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    • #3
      I'm just wondering, why make nuts like that out of plastic at all? Isn't it just easier to grind a HSS threading tool and make them out of a much-stronger metal?

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      • #4
        Look at the ball screw in the picture. How will you make a tool that is an accurate fit to that profile? It is much easier to use the ball screw itself as a hot forming tap. Further, plastics are superior to a metal part because they are self lubricating and do not tend to wear in use.
        Free software for calculating bolt circles and similar: Click Here

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        • #5
          If you knew the size of the balls in the original screw, could you wind up a spring* using rod of the same diameter as the balls, twist it onto the screw and then use this to hot form your nut? Bore out the minor diameter of the nut so it clears the major diameter of the screw. Drill two holes** and fill with balls. More thought required on the recirculating channel...

          * probably on a slightly smaller dia. former than the minor dia. of the screw, and maybe to a slightly slower pitch so that it's tight when wound onto the screw stock.

          ** determining the linear and angular position of these holes relative to the axis of the shaft may be a challenge. Perhaps they should be tangential to the screw's helix?

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          • #6
            Nice job John! I would imagine these are much lower friction than the acetal acme nut?

            It's not clear how to tapped the nut? You said you tried to flute the ballscrew, and that you got unsatisfactory results. Did you use heat like Darryl's method?
            "Twenty years from now you will be more disappointed by the things that you didn't do than by the ones you did."

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            • #7
              Originally posted by Evan
              Look at the ball screw in the picture. How will you make a tool that is an accurate fit to that profile? It is much easier to use the ball screw itself as a hot forming tap. Further, plastics are superior to a metal part because they are self lubricating and do not tend to wear in use.
              I agree that it's a good way to get a complex shape done. Personally I would never have thought to take apart a ball screw, discard the the whole recirculating ball system and essentially make a conventional lead screw out of it. I would have made (or bought) an Acme screw and fabricated a two-piece Oilite bronze nut first. Also self-lubricating and (theoretically) stronger against loads than many plastics.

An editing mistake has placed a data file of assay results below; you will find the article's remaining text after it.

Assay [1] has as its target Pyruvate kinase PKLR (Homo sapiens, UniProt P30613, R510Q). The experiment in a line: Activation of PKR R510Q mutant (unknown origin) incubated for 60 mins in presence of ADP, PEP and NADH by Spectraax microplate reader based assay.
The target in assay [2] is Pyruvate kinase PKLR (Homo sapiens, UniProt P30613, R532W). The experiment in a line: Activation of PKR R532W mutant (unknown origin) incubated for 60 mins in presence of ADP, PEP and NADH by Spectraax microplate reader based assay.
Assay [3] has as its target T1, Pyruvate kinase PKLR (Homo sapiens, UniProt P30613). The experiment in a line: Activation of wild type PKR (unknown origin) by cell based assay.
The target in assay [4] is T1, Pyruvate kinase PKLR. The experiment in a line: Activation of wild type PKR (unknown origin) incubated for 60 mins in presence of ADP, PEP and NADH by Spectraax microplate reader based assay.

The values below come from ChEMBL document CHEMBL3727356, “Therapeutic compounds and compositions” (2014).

What was so wrong with the ball screw in your photo that it made a good candidate for a plastic nut? Is it loose in the middle? I'm NOT questioning your engineering or machining prowess after looking at your website and seeing the level of work you do. I'm just looking for an education because I've always been more inclined to seek conventional solutions.

              EDIT: Went back to see these were "scraps" of new ball screw. I still would have gone Acme or tried my hand at making recirculating ball nuts.
              Last edited by PixMan; 09-25-2010, 11:05 AM.

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              • #8
                John has a bunch of left over ball screw rod from cutting them to size. He didn't discard anything. This is an excellent way to use the remainders for other projects. I know this because he e-mailed me about the project.
                Free software for calculating bolt circles and similar: Click Here

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                • #9
                  It's not clear how to tapped the nut? You said you tried to flute the ballscrew, and that you got unsatisfactory results. Did you use heat like Darryl's method?
                  I don't recall Darryl ever saying he used a heated screw as a tap.
                  Free software for calculating bolt circles and similar: Click Here

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                  • #10
                    Originally posted by Evan
                    Actually John, I never even saw that thread or I would have posted in it.

                    http://bbs.homeshopmachinist.net/showthread.php?t=30977
                    No Evan read the top of the post again, Darrins post over on PM not here where he used softened UHMW or whatever.



                    What is new is that I developed a method to make home shop acetal nuts that even you can follow.
                    Correction, What is new is that you developed ONE method to make home shop acetal nuts that anyone can follow.